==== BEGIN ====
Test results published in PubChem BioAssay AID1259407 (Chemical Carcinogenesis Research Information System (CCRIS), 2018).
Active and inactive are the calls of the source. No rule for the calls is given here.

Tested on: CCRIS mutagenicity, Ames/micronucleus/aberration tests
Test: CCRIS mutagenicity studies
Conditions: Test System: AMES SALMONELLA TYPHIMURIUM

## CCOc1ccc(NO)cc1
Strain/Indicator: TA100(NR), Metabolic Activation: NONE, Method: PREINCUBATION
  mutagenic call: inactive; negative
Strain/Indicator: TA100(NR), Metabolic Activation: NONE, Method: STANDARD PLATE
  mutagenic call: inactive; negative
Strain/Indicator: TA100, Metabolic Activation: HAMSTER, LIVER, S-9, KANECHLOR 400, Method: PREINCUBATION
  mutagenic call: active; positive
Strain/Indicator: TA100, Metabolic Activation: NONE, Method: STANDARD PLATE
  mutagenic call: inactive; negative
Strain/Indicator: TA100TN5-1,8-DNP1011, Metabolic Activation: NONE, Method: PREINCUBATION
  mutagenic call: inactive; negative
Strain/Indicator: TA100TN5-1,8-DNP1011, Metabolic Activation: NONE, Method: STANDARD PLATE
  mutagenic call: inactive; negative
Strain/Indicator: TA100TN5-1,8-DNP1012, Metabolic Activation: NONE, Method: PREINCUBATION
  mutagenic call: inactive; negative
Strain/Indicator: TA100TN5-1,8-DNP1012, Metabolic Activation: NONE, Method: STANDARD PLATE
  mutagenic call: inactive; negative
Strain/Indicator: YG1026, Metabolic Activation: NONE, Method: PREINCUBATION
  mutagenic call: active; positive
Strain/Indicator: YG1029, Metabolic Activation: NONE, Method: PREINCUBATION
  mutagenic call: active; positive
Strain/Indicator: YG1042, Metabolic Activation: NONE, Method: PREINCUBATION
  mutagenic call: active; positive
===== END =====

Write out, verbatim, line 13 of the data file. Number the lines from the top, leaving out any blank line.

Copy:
Strain/Indicator: TA100, Metabolic Activation: NONE, Method: STANDARD PLATE